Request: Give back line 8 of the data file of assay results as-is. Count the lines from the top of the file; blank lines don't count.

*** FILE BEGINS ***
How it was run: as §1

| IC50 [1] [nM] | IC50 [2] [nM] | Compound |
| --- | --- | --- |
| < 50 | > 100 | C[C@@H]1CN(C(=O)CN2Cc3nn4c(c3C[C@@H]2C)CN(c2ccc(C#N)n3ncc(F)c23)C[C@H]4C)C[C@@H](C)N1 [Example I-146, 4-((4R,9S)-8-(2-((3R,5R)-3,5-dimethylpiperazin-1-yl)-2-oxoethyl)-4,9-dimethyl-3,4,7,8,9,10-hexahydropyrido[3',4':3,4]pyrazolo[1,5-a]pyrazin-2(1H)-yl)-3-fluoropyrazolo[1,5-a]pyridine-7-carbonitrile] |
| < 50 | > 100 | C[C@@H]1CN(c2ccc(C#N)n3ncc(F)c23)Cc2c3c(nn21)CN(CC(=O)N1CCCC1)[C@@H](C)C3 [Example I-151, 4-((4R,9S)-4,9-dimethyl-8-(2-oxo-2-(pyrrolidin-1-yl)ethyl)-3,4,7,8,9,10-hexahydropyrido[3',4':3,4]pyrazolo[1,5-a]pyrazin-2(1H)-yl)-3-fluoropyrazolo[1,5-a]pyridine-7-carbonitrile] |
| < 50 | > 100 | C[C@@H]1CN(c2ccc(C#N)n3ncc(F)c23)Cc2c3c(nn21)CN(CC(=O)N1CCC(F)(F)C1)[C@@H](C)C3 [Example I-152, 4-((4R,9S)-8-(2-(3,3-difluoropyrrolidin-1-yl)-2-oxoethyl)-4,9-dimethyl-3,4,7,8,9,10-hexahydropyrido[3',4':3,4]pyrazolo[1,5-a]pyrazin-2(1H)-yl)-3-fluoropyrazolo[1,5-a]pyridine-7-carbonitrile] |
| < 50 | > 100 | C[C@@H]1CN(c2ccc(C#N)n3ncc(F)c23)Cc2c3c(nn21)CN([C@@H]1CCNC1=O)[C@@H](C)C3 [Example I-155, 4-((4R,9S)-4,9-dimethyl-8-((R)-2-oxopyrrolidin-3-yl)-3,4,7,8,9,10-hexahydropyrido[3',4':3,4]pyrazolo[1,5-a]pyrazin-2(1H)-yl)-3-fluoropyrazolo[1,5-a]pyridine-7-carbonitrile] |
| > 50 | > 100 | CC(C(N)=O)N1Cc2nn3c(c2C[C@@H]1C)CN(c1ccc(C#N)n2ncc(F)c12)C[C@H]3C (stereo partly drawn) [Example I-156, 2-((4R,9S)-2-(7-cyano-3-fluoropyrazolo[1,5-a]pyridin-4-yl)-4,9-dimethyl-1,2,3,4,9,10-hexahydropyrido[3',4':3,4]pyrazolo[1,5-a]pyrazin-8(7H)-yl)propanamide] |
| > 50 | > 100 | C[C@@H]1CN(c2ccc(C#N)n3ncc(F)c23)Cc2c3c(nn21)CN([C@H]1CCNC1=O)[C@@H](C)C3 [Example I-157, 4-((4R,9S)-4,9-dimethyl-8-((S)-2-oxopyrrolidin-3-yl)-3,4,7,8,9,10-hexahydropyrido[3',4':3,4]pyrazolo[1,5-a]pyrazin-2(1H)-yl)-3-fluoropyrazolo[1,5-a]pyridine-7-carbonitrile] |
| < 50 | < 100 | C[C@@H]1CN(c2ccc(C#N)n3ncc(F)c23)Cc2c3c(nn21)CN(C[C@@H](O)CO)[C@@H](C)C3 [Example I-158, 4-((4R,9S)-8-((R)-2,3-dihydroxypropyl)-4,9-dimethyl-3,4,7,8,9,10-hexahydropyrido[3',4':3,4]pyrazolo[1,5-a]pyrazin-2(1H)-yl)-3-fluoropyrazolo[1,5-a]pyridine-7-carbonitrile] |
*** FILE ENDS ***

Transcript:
| > 50 | > 100 | CC(C(N)=O)N1Cc2nn3c(c2C[C@@H]1C)CN(c1ccc(C#N)n2ncc(F)c12)C[C@H]3C (stereo partly drawn) [Example I-156, 2-((4R,9S)-2-(7-cyano-3-fluoropyrazolo[1,5-a]pyridin-4-yl)-4,9-dimethyl-1,2,3,4,9,10-hexahydropyrido[3',4':3,4]pyrazolo[1,5-a]pyrazin-8(7H)-yl)propanamide] |